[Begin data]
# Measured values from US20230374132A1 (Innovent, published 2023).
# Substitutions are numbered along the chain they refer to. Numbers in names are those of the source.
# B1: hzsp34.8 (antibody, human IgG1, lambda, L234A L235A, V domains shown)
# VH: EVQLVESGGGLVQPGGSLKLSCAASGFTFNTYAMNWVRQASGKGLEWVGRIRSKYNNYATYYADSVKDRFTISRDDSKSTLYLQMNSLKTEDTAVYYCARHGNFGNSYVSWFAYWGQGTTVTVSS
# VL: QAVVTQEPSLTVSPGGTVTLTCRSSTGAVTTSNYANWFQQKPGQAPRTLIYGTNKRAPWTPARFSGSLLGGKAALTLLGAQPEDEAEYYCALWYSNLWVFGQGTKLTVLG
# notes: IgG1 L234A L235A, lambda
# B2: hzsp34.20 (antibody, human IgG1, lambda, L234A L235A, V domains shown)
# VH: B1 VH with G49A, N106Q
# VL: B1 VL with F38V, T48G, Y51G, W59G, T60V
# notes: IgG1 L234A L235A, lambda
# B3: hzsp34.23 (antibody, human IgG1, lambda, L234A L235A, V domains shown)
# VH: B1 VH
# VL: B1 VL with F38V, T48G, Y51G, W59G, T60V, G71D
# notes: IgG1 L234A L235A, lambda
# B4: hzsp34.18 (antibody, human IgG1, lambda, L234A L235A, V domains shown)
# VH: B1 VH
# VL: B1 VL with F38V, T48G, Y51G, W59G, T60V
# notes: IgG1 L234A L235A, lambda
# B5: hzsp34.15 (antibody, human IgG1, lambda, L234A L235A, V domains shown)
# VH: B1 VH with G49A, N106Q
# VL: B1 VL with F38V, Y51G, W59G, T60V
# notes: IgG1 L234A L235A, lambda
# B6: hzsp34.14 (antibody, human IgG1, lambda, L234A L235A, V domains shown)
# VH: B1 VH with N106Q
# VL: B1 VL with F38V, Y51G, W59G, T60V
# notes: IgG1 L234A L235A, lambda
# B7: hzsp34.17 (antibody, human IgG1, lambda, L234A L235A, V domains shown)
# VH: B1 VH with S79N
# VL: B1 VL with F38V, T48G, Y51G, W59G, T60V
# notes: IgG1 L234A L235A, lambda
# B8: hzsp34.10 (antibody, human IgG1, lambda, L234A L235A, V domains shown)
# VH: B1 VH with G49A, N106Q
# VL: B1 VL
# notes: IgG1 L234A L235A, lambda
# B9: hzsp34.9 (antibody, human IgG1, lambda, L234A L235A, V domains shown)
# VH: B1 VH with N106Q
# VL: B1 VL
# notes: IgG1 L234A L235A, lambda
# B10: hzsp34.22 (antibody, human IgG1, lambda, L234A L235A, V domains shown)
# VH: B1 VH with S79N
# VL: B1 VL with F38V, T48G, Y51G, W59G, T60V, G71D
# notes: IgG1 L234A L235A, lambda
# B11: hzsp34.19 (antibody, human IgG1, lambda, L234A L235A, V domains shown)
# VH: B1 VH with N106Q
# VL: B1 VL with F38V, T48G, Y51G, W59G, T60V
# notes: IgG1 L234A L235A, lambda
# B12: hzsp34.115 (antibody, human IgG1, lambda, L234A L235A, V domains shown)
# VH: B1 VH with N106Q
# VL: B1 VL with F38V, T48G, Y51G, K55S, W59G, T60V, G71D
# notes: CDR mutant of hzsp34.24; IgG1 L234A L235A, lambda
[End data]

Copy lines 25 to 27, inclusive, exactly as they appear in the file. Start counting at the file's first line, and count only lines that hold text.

# VL: B1 VL with F38V, Y51G, W59G, T60V
# notes: IgG1 L234A L235A, lambda
# B7: hzsp34.17 (antibody, human IgG1, lambda, L234A L235A, V domains shown)